2021 Pazo de Lusco Albariño Rias Baixas DO (13% ABV, $24.95, Vegan)
Straw pale
Intense aromatics, ripe white fruit, peach, tropical fruit
Nicely restrained palate, crisp, tart, lemon, the wine makes you salivate and want food even if you are not hungry.
8, excellent. Should be great with oysters.

For our next stop, we are staying in Spain but traveling east almost to the French border, to the region called Somontano, where the wine had been produced for more than 2,000 years. In Somontano, there lies the Secastillo Valley (the valley of 7 castles), boasting 100 years old Garnacha vines at 2,100+ feet of elevation and a special Mediterranean microclimate defined by close proximity to Pyrenees mountains. This is where our next wine is coming from, Garnacha Blanca produced at the Pagos de Secastilla:

2020 La Miranda Secastilla Garnacha Blanca Somontano DO (13.5% ABV, $18, 4 months in French oak)
Straw pale
Minerality, a touch of gunflint, underripe white fruit
Beautifully playful, fresh white fruit and berries medley, crisp and clean acidity, excellent balance, delicious.
8

As I was deciding when I will taste these wines, the overarching thought came in – oysters. I want fresh oysters. Luckily, we have a new fish monger opened nearby, so procuring a few dozens of oysters was really simple. I tried Albariño and Garnacha Blanca with the fresh oysters, and while the pairing with Garnacha Blanca was not bad, the Albariño and oysters were simply a match made in heaven. Albariño was a perfect chaser, amplifying the delicious salinity of the oyster juice and if you would close your eyes, it was very easy to imagine yourself standing right next to the ocean waves and smelling the salty, fishy water. If you will have an opportunity – spoil yourself, oysters and Albariño are really tasty together.

Now that we are not hungry, we can continue our journey. We are now traveling northeast to the heart of Europe – we are going to Austria. Let me ask you the same question as before – what grape would you associate with Austria first and foremost? I hope your answer will be the same as mine, as mine is rather obvious – Grüner Veltliner.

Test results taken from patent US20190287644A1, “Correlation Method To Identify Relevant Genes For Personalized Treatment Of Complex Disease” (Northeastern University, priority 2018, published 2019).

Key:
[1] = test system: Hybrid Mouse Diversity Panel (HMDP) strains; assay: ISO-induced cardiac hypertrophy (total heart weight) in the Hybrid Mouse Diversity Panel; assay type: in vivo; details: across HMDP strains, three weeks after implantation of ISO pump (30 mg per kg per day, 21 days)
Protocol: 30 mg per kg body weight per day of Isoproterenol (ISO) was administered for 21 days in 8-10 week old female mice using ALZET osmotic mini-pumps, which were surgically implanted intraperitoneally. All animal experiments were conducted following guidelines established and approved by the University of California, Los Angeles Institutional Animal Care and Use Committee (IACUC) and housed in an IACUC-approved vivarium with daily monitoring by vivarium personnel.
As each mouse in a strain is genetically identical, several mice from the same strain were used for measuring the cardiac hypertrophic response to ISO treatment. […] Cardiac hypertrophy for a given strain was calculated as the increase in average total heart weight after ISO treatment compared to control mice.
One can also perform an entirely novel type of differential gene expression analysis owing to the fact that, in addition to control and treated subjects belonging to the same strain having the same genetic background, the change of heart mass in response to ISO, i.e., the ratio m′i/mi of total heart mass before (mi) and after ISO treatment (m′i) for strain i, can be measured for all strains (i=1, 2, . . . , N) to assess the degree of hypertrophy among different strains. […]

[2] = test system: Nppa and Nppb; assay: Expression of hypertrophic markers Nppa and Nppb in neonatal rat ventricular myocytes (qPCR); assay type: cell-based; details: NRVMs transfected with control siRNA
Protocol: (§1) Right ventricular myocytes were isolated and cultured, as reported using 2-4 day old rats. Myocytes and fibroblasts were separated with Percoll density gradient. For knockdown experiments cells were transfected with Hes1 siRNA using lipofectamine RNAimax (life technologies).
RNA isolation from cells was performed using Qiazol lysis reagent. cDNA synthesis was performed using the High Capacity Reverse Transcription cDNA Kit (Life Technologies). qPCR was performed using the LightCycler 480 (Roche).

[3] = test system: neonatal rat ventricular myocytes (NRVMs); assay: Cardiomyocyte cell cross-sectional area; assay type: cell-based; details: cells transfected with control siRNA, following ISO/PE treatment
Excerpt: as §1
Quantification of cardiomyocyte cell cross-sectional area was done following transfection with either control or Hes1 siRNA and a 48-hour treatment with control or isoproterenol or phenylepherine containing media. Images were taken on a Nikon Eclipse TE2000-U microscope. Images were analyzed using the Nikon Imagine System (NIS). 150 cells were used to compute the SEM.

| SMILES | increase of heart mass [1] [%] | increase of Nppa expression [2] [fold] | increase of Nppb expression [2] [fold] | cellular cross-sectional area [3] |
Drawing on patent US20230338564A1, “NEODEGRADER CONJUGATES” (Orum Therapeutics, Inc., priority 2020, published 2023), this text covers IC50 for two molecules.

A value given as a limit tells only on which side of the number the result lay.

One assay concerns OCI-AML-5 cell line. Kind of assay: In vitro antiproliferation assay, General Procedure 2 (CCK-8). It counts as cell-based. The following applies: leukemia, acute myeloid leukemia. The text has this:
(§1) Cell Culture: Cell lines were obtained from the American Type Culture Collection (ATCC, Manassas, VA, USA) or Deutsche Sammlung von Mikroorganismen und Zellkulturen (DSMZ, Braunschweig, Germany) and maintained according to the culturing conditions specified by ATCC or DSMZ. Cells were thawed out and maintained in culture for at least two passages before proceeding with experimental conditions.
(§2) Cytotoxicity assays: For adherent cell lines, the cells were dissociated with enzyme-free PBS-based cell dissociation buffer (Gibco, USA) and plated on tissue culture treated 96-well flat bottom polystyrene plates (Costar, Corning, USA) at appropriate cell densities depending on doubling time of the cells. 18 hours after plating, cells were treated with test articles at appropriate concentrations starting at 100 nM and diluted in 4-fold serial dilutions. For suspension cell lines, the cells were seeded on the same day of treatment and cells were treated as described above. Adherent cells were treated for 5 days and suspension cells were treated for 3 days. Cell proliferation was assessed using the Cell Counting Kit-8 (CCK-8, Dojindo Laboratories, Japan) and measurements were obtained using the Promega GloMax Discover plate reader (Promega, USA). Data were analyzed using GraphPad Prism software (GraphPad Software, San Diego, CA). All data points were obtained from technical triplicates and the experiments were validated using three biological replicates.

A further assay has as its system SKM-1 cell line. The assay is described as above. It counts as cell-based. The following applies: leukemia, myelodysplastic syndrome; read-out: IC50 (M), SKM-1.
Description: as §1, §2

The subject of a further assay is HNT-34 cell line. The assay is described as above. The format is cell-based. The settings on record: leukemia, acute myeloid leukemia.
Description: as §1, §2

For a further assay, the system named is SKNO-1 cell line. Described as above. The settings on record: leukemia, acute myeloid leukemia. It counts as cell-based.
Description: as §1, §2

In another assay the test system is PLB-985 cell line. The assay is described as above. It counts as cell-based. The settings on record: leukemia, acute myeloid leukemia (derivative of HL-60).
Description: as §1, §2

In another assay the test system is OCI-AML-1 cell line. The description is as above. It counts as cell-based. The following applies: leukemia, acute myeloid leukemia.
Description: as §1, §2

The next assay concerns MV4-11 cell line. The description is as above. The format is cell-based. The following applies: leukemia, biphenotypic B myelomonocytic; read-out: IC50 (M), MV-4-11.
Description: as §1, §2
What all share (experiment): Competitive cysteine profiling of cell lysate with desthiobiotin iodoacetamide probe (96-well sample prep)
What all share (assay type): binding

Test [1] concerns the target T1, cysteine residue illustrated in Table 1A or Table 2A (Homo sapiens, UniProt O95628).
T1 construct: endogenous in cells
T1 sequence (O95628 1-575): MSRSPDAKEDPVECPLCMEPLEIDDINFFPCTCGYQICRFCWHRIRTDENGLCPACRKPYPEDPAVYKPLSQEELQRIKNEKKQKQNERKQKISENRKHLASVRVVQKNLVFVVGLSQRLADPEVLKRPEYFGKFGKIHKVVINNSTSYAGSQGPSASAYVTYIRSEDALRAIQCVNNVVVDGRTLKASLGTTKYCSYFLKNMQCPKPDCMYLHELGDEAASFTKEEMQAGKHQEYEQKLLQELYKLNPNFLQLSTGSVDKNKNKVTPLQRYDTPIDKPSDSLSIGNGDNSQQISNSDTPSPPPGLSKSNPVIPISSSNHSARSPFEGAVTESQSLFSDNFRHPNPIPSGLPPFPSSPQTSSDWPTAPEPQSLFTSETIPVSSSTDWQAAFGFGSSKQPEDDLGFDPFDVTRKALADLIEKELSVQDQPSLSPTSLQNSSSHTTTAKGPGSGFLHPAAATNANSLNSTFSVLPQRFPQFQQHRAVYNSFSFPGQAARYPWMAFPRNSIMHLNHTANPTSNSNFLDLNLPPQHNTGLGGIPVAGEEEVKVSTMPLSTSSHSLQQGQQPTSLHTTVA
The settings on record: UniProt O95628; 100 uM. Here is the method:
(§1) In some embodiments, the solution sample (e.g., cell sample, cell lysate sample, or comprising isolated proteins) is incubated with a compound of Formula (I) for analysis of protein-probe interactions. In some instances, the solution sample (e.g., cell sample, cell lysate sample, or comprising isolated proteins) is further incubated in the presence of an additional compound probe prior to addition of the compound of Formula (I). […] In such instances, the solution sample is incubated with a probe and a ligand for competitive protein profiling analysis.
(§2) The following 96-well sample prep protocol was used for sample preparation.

Grüner Veltliner is unquestionably the most famous Austrian grape, with more than 37,000 acres planted. It appears to originate in Austria and as it was recently established, it is a natural cross between Traminer and St. Georgen (an almost lost grape, only recently rediscovered). Gruner is capable of a wide variety of expressions, depending on the soil types and the yield. But what sets the grape apart in the world of white grapes is rotundone, which is present in the skin of Grüner Veltliner. I only recently mentioned rotundone in the post about Syrah – rotundone is a chemical compound found in the skin of the grape that is responsible for the peppery flavors in the wine. Such peppery flavors are usually attributed to red wines – but Grüner Veltliner can happily join the “peppery family”.

The first mentions of Domäne Wachau go back to the 12th century. Today, this is one of the leading wine cooperatives in the world – 250 vintners sustainably farm about 1,000 acres of vines, and the wines are exported to 40 countries. Talk about Grüner Veltliner – Domäne Wachau produces more than 3 dozens of different Grüner Veltliner wines. As a fun historical fact, I want also to mention that in the 1930s Domäne Wachau was already producing single-vineyard Grüner Veltliner wines. And if you are a wine nerd like me, Domäne Wachau has assembled a wonderful collection of the Nerd Notes on their website, offering in-depth coverage on the terroir, soils, sustainability, cork stoppers, and lots more.

I had an opportunity to taste two of the Domäne Wachau wines – both delicious:

2020 Domäne Wachau Loess Grüner Veltliner Austria (12.5% ABV, $14 1L bottle)
Straw pale
Whitestone fruit, apple, fresh lemon – inviting and bright
Crisp, grassy notes, cut through acidity, fresh, delicious.
8, delicious and outstanding QPR

2021 Domäne Wachau Grüner Veltliner Federspiel Terrassen Wachau Austria (12.5% ABV, $18.99)
Straw pale
Tropical fruit, candied lemon, herbal undertones, generous, inviting
Crisp, fresh, lemon, a hint of grass, cleansing and vibrant, perfectly balanced.
8, I should’ve tried it with oysters too – the acidity is pronounced, it could’ve worked well.

Now we will have to travel to the Southern hemisphere for our last stop – Chile.

Chilean wines need no introduction to wine lovers. All classic grape varieties are doing extremely well in Chile, producing world-class wines. But as we are taking the white wine express, that reduces the number of available options. The spotlight today is on the Sauvignon Blanc, produced by one of my favorite, all-organic Chilean wineries – Ritual. I extensively wrote about Ritual before, so instead of regurgitating the information here, I would like to ask you to read that post. Ritual Sauvignon Blanc was exactly as one could expect – delicious:

2019 Ritual Sauvignon Blanc Casablanca Valley (13.5% ABV, $20.99, organic grapes)
Straw pale
Open, inviting, clean, intense, a hint of freshly cut grass and currant leaf
Clean, round, full of energy, uplifting, lemon, freshly cut grass, delicious.
8, outstanding.

This concludes our wine journey around the world. Well, of course, you can continue it on your own. And if you will find something tasty, please share it with the rest of us.

 

Celebrate Syrah!